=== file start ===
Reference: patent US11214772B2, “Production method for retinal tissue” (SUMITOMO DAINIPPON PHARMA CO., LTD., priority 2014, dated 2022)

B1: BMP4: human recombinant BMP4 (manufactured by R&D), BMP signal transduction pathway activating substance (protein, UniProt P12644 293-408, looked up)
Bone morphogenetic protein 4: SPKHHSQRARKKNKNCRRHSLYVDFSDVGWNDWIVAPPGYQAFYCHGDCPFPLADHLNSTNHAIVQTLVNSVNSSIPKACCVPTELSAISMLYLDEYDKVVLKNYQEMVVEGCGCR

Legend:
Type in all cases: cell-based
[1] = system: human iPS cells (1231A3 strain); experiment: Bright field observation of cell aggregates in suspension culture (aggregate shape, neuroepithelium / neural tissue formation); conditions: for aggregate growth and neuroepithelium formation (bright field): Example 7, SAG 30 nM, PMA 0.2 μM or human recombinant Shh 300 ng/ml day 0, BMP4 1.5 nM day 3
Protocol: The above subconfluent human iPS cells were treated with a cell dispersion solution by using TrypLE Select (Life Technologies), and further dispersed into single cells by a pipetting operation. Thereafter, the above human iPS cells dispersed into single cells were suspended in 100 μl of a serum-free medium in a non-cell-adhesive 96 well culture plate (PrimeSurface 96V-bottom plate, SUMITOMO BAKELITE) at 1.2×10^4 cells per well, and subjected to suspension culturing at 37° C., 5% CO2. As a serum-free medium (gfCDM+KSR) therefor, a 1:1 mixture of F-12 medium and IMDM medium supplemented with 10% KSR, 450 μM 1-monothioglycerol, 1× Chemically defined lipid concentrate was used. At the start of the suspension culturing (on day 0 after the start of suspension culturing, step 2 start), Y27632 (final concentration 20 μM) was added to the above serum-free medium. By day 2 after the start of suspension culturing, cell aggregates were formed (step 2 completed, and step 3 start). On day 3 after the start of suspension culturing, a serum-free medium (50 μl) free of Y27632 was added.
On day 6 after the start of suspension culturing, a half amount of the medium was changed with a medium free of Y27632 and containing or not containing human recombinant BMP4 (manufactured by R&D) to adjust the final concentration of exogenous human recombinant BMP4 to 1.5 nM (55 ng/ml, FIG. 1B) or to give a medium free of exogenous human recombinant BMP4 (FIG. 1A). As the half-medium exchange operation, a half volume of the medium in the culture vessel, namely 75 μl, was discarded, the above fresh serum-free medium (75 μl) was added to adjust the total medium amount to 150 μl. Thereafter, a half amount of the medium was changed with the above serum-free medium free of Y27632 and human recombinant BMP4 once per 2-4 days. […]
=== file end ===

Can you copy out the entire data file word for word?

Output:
Reference: patent US11214772B2, “Production method for retinal tissue” (SUMITOMO DAINIPPON PHARMA CO., LTD., priority 2014, dated 2022)

B1: BMP4: human recombinant BMP4 (manufactured by R&D), BMP signal transduction pathway activating substance (protein, UniProt P12644 293-408, looked up)
Bone morphogenetic protein 4: SPKHHSQRARKKNKNCRRHSLYVDFSDVGWNDWIVAPPGYQAFYCHGDCPFPLADHLNSTNHAIVQTLVNSVNSSIPKACCVPTELSAISMLYLDEYDKVVLKNYQEMVVEGCGCR

Legend:
Type in all cases: cell-based
[1] = system: human iPS cells (1231A3 strain); experiment: Bright field observation of cell aggregates in suspension culture (aggregate shape, neuroepithelium / neural tissue formation); conditions: for aggregate growth and neuroepithelium formation (bright field): Example 7, SAG 30 nM, PMA 0.2 μM or human recombinant Shh 300 ng/ml day 0, BMP4 1.5 nM day 3
Protocol: The above subconfluent human iPS cells were treated with a cell dispersion solution by using TrypLE Select (Life Technologies), and further dispersed into single cells by a pipetting operation. Thereafter, the above human iPS cells dispersed into single cells were suspended in 100 μl of a serum-free medium in a non-cell-adhesive 96 well culture plate (PrimeSurface 96V-bottom plate, SUMITOMO BAKELITE) at 1.2×10^4 cells per well, and subjected to suspension culturing at 37° C., 5% CO2. As a serum-free medium (gfCDM+KSR) therefor, a 1:1 mixture of F-12 medium and IMDM medium supplemented with 10% KSR, 450 μM 1-monothioglycerol, 1× Chemically defined lipid concentrate was used. At the start of the suspension culturing (on day 0 after the start of suspension culturing, step 2 start), Y27632 (final concentration 20 μM) was added to the above serum-free medium. By day 2 after the start of suspension culturing, cell aggregates were formed (step 2 completed, and step 3 start). On day 3 after the start of suspension culturing, a serum-free medium (50 μl) free of Y27632 was added.
On day 6 after the start of suspension culturing, a half amount of the medium was changed with a medium free of Y27632 and containing or not containing human recombinant BMP4 (manufactured by R&D) to adjust the final concentration of exogenous human recombinant BMP4 to 1.5 nM (55 ng/ml, FIG. 1B) or to give a medium free of exogenous human recombinant BMP4 (FIG. 1A). As the half-medium exchange operation, a half volume of the medium in the culture vessel, namely 75 μl, was discarded, the above fresh serum-free medium (75 μl) was added to adjust the total medium amount to 150 μl. Thereafter, a half amount of the medium was changed with the above serum-free medium free of Y27632 and human recombinant BMP4 once per 2-4 days. […]